George Monbiot – Abbottalypse Now

It’s a sad day for Australians.

New Camille Howie site featured on absorb. Site by yours truly.

New Camille Howie site featured on absorb. Site by yours truly.

Buying new gear

I’ve been thinking on the topic of buying new computer gear recently. This is aimed mostly at freelance / business owner types who are generally in charge of purchasing their own stuff. So, without further ado:

Don’t skimp on quality stuff

This is what you’ll be using for the next few years - EVERY DAY. It is totally worth it to spend a little more for good quality. As they say, quality is remembered long after cost is forgotten.

Buy on the upward curve

Few things are more disappointing than your gear being out of date soon after you’ve bought it. Technology updates generally come in waves. I made this mistake at the beginning of the year, when I bought a new laptop right before the next model was released.

Plan ahead

Don’t wait until it’s critical. Plan ahead for your next update. Waiting till your current gear fails is a sure fire way to end up getting something you’re disappointed with. I made this mistake earlier in the year also, when I had no option but to buy immediately.

Think about what you’ll actually need

Think carefully about how you’ll use your gear. Do you only ever work at the office, or do you work from home also? Is having one single machine a better choice, or would two machines be better? Laptop, desktop or both? Getting this right the first time will save you $$.

Upgrade regularly

Replacing your gear more regularly also has the benefit of having a semi-recent machine on standby if your new stuff fails (assuming you keep the old one). A spare machine can be a life-saver if your primary one is the repair shop for a week.

If you’re a business owner, you can also write off tax and depreciation at fairly generous rates, making the final cost a lot less than it seems.

Chch Creative

The website already lists small companies and freelancers across a range of creative and production trades — web designers, graphic designers, photographers, a copywriter. They’re all open for business and, as the Christchurch economy recovers, they’ll be needed.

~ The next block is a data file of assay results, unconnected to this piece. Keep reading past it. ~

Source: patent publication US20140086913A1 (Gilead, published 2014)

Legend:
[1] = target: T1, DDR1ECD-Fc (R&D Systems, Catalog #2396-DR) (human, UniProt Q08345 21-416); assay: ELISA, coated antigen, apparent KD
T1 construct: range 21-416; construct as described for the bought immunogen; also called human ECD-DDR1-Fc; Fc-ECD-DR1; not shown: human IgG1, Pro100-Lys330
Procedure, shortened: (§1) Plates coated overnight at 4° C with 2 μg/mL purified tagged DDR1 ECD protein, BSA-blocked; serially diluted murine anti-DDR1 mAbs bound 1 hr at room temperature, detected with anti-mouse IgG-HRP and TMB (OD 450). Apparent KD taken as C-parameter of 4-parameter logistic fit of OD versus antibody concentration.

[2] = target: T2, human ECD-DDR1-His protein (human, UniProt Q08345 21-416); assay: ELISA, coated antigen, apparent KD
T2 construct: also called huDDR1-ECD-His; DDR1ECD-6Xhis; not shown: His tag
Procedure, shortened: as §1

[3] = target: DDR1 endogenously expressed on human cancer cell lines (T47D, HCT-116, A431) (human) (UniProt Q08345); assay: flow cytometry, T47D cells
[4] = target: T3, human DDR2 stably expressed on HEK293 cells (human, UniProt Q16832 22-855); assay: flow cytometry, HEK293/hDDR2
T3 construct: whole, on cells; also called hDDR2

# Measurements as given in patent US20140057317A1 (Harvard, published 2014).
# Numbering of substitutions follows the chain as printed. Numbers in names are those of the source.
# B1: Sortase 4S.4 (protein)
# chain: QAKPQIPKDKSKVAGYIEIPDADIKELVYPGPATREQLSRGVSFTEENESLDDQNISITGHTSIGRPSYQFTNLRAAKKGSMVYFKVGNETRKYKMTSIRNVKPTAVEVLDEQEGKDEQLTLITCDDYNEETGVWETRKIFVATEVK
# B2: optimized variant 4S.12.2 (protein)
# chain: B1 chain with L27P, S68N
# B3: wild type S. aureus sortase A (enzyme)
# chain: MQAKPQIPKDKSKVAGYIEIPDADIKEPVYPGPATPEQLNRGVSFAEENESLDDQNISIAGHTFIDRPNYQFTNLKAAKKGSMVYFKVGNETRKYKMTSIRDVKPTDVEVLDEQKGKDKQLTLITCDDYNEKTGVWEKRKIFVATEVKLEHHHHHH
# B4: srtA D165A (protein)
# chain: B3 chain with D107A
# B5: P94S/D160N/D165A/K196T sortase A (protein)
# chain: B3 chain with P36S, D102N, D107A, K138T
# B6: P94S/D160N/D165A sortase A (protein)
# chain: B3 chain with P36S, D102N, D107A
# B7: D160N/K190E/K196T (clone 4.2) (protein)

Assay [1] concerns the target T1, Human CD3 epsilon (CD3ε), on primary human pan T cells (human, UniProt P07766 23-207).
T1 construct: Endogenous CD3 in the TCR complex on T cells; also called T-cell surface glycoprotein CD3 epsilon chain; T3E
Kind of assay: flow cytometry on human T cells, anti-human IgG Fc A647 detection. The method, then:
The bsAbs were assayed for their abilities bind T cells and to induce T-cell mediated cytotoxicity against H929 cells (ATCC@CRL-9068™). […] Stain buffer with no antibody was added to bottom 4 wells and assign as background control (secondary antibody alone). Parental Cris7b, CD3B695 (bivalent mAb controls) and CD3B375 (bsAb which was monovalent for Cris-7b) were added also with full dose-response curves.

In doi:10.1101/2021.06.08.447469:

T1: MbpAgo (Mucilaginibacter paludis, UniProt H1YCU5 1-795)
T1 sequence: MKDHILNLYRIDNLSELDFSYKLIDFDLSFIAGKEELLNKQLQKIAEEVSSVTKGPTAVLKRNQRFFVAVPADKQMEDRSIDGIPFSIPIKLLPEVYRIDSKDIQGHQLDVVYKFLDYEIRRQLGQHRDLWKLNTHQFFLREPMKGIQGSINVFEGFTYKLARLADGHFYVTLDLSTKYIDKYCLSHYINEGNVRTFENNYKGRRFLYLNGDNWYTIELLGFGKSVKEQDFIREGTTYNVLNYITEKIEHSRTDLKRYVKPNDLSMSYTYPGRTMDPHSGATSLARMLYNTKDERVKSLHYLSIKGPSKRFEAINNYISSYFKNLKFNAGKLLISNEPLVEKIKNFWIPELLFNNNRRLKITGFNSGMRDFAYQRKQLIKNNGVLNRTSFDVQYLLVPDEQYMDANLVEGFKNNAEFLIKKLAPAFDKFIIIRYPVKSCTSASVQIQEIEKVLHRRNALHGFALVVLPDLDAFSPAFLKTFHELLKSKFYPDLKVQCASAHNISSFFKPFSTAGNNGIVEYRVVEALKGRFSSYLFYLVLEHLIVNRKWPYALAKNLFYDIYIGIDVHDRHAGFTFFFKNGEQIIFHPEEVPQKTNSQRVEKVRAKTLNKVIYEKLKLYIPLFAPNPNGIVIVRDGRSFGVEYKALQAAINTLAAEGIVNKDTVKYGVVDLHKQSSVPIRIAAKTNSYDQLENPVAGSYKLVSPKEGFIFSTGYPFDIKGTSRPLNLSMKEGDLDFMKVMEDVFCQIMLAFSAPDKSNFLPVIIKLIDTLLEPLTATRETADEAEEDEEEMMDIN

/via Hard News

The new Campaign Monitor office

I have great admiration for the guys over at Campaign Monitor. Not only is their software truly great, but they apply the same high quality standard to everything they do. Check out this article on the design and construction of their new offices.

jQuery Mobile: Touch-Optimized Web Framework for Smartphones & Tablets

The jQuery team have started work on:

A unified user interface system across all popular mobile device platforms, built on the rock-solid jQuery and jQuery UI foundation.

This looks really promising. If the current jQuery library is anything to go by, this will likely become an essential part of any mobile web development.

So all those brilliant hover effects that were favorable for pointer-based devices, will be a hurdle in user experience on the iPad.
Inspired Mag has an interesting article on how the iPad is shaping the way we design and built websites.
A preview of MDrive Icon Set by Jairo Boudewyn (via Dribbble)

A preview of MDrive Icon Set by Jairo Boudewyn (via Dribbble)

Hacker Monthly Issue #1 has arrived.

Hacker Monthly Issue #1 has arrived.

HTML5 For Web Designers via Jason Santa Maria:

Our first book is HTML5 For Web Designers, by the indomitable Jeremy Keith. If you’re already getting  your feet wet with HTML5, or just trying to figure out what the hell  it’s all about, you’ll want this one.

I love bold use of orange combined with small elements of colour in this layout.

HTML5 For Web Designers via Jason Santa Maria:

Our first book is HTML5 For Web Designers, by the indomitable Jeremy Keith. If you’re already getting your feet wet with HTML5, or just trying to figure out what the hell it’s all about, you’ll want this one.

I love bold use of orange combined with small elements of colour in this layout.